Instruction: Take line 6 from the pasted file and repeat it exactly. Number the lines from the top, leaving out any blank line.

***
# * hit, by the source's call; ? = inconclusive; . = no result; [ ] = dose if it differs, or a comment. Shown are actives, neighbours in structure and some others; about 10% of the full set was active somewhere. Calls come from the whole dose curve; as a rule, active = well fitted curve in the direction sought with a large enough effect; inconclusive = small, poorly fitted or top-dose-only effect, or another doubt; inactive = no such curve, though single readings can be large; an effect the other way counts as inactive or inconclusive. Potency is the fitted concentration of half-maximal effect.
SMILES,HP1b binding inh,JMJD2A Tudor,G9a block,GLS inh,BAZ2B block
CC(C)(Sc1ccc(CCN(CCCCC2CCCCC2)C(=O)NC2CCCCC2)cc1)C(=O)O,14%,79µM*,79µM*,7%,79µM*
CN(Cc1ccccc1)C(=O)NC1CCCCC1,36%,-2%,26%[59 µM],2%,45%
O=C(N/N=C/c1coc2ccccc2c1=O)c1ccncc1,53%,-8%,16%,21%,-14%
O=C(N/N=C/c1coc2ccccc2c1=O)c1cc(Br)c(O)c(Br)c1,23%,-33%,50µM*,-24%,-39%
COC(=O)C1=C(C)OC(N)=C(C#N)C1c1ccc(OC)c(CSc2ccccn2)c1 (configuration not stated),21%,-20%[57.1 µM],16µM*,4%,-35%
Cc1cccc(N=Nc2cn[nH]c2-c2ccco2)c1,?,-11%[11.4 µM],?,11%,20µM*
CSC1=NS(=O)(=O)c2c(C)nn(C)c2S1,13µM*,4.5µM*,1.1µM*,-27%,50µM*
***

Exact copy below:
O=C(N/N=C/c1coc2ccccc2c1=O)c1cc(Br)c(O)c(Br)c1,23%,-33%,50µM*,-24%,-39%